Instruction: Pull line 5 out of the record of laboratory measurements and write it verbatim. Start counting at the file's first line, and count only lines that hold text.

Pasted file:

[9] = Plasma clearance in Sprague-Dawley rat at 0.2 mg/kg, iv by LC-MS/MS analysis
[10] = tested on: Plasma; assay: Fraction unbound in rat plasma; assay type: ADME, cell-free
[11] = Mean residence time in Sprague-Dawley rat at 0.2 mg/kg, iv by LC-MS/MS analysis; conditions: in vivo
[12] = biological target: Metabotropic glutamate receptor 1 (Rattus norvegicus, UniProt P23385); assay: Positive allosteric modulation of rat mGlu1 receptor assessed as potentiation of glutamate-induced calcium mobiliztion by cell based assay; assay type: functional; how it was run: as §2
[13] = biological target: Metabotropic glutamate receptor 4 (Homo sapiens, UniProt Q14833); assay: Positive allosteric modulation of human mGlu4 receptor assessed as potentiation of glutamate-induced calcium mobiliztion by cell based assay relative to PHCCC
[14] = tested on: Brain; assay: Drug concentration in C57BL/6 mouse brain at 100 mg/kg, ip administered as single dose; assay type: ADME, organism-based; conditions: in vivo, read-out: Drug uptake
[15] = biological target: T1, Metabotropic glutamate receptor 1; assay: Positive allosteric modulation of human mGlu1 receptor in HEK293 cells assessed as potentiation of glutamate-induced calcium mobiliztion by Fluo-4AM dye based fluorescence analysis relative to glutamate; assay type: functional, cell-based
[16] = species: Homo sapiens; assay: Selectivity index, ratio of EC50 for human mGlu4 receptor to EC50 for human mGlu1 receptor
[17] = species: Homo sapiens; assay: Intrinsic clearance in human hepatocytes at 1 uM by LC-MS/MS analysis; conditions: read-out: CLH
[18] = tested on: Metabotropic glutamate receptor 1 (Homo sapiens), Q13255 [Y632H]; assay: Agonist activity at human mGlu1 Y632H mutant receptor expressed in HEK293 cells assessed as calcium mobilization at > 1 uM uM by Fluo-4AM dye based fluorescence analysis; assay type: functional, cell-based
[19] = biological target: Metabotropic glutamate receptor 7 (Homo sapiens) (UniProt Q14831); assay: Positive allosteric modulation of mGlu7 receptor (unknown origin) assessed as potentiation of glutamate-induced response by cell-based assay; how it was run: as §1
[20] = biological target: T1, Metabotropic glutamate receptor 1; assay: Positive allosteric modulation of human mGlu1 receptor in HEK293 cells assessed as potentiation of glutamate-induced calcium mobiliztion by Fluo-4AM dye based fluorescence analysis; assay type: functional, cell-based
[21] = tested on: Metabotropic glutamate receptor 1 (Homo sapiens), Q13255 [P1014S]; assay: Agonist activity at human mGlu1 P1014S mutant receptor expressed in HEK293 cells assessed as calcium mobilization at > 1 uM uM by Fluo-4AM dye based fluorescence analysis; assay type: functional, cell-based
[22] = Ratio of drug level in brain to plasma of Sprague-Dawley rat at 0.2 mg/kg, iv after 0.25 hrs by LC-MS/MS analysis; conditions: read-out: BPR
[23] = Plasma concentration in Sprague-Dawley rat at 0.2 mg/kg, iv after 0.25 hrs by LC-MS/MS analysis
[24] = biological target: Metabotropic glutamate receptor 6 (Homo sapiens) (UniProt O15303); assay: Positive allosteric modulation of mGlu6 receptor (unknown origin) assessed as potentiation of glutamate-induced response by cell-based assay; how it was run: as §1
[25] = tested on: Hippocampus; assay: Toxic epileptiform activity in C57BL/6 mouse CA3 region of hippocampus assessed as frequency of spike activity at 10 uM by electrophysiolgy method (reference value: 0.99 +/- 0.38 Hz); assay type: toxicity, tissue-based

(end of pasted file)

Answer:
[13] = biological target: Metabotropic glutamate receptor 4 (Homo sapiens, UniProt Q14833); assay: Positive allosteric modulation of human mGlu4 receptor assessed as potentiation of glutamate-induced calcium mobiliztion by cell based assay relative to PHCCC